In 2012, Hart's 30th year in the music industry, he collaborated with Canadian DJ 1Love on a remix of the song "Truth Will Set You Free" from Young Man Running. The single, "Truth Will Set U Free", was released globally to radio, and on Hart's website in June 2012 via Siena Records/Warner Music Canada.[45] The song was Hart's first U.S. single in 20 years and Hart reunited with Meiert Avis for the video. "Truth" was originally penned for friends in the music business who were born gay, according to Hart, and disseminating the message of the song took on new resonance after 1Love approached him for permission to remix it.[46]

With the Canadian Top 40 success of "Truth Will Set You Free", Hart made appearances at Pride celebrations in Toronto and London over the summer of 2012. IN September, 2012, Hart performed to about 1.000 people at the CHUM FM "Back in the Day Bash" held at Toronto's Masonic Temple. Hart and his daughter Dante also appeared on CTV's "Marilyn Denis" chat show, where the singer performed his hit single "It Ain't Enough" live in the studio.[47]

Hart later co-wrote and performed on a track from Canadian recording artist K-OS' album BLack on BLonde. The song, "Like a Comet (We Rollin')", was the first time Hart has performed or written in the hip hop genre.[48] He also reworked his 1984 hit, "Sunglasses at Night", into a new interpretation called "Night Visions" with Chicago-based DJ production team Papercha$er. The single was released in October 2013.


Hart performing "Sunglasses at Night" in Toronto, September 28, 2012

In April 2014 Hart released an EP, Ten Thousand Horses, on Tunes; the recording features duets with Jane Siberry and Masse, as well as previously unreleased tracks and a remake of the song "Without You" now called "Falling from Graceland".

On June 3 that year Hart marked the 30th anniversary year of the release of his first single "Sunglasses at Night" at a farewell concert, "One Night: Three Decades of Music" in Montreal, Canada at the Bell Centre.[49] The concert was postponed several days because of an NHL playoff run at the time by the Montreal Canadiens.[50] Also released at the Montreal show was Hart's autobiography, Chasing the Sun: My Life in Music, which details behind-the-scenes stories of Hart's life and includes about 500 photos.

Hart then put his career mostly on hold to focus on parenting and family.[51][52] However, shortly thereafter he was invited by Shania Twain to appear as part of Prince Edward Island's August 30 Founder's Week celebration. This was Hart's first visit to that province.[53] During the show Hart did a cover version of local favorite Stompin' Tom Connors' "Bud the Spud".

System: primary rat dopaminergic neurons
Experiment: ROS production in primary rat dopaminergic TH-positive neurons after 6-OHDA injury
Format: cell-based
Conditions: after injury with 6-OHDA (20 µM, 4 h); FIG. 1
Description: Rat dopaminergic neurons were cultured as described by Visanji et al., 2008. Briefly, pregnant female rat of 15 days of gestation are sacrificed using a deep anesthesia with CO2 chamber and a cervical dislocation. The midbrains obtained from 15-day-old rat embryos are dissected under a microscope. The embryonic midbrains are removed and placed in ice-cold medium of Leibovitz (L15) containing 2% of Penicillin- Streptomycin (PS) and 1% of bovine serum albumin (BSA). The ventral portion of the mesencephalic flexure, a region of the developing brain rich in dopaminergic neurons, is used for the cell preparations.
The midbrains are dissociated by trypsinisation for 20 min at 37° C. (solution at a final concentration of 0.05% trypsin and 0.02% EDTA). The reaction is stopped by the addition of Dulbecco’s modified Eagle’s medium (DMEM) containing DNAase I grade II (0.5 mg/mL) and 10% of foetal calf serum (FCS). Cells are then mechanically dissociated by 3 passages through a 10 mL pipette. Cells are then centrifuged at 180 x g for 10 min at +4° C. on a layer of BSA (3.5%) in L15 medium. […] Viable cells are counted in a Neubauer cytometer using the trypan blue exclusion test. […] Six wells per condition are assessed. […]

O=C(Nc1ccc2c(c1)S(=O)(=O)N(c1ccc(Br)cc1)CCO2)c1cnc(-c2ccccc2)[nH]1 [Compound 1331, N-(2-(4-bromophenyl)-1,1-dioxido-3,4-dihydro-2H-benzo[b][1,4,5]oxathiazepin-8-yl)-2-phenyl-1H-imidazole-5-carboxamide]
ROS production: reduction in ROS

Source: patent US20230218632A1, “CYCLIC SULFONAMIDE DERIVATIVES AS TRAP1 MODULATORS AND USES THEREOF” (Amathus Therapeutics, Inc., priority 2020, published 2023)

Also in 2014 Hart released an acoustic version of "Face Brave", a song written for and performed by Jonathan Roy. Roy, the son of hockey player Patrick Roy, appeared onstage with Hart in PEI as well as at the June 3 farewell concert in Montreal. At a private fundraiser in Fort McMurray, Alberta in November 2014, Hart, Roy and backup singer Kim Richardson (along with Hart's band) recorded a live rehearsal performance of U2's 1992 single "One".[54] The video was released on YouTube in November. Roy released an EP in Canada in 2016, Mr. Optimist Blues, featuring several songs written by Hart.

In 2016 Hart he performed in Quebec for a national television audience during celebrations on June 24 and again during a local comedy festival on June 26.[55]

In October 2016, Hart was honoured with a star on Canada's Walk of Fame. The induction ceremony gala was broadcast on CBC television,[1] and in June 2017, Hart joined his fellow inductees including Jason Priestley and Darryl Sittler[56] at the star unveiling in Toronto's Theatre District.[57]

In July 2017 Hart returned to Calgary as a performer at the Calgary Stampede,[58] playing to a crowd of about 11,000 at Ft. Calgary's Oxford Stomp stage. He performed in Boston a day later at a private event for longtime fans. In August he performed at Atlantic Fest in Newfoundland, his first return to the province in nearly 30 years.[59][60]

A single, "Another December", was released on YouTube November 29, 2018. The song was focuses on Hart's mother and the accompanying video features photos of her with family interspersed among present-day footage of Hart walking through Montreal. The video was a preview for a new EP; the title track "Dreaming Time Again" was released January 16, 2019 with an accompanying video filmed in Havana, Cuba featuring Hart's teenage son, Rain. The EP was released in the spring that year in association with Warner Brothers Music Canada, and Hart set out on a cross-country tour,[61] beginning in St. John's, Newfoundland on May 31.

The Canadian Music Hall of Fame announced Hart's induction to its roster concomitant with the single release.[62] Hart accepted the honour and performed live at the 2019 Juno Awards in London, Ontario, Canada on March 17, 2019.[63] In the same year, he made a stunt appearance on the seventh season premiere of La Voix, performing his own hit song "Everything in My Heart" as a blind auditioner; he became an honorary member of Éric Lapointe's team, and made a return appearance in the finale, but was not officially a competitor.[64]

In May 2020, Hart announced the release of a new version of his 1985 hit "Never Surrender", with the lyrics updated to reflect a message of resilience and hope during the COVID-19 pandemic.[65]

Hart is a member of the Canadian charity Artists Against Racism.

In media[edit]

Hart was briefly considered for the role of Marty McFly in the 1985 film Back to the Future. Producer Steven Spielberg sent Hart a copy of the script with an invitation for a screen test – a flattered Hart declined, preferring to focus on music instead of acting.[66] Fellow Canadian Michael J. Fox eventually starred in the hit film.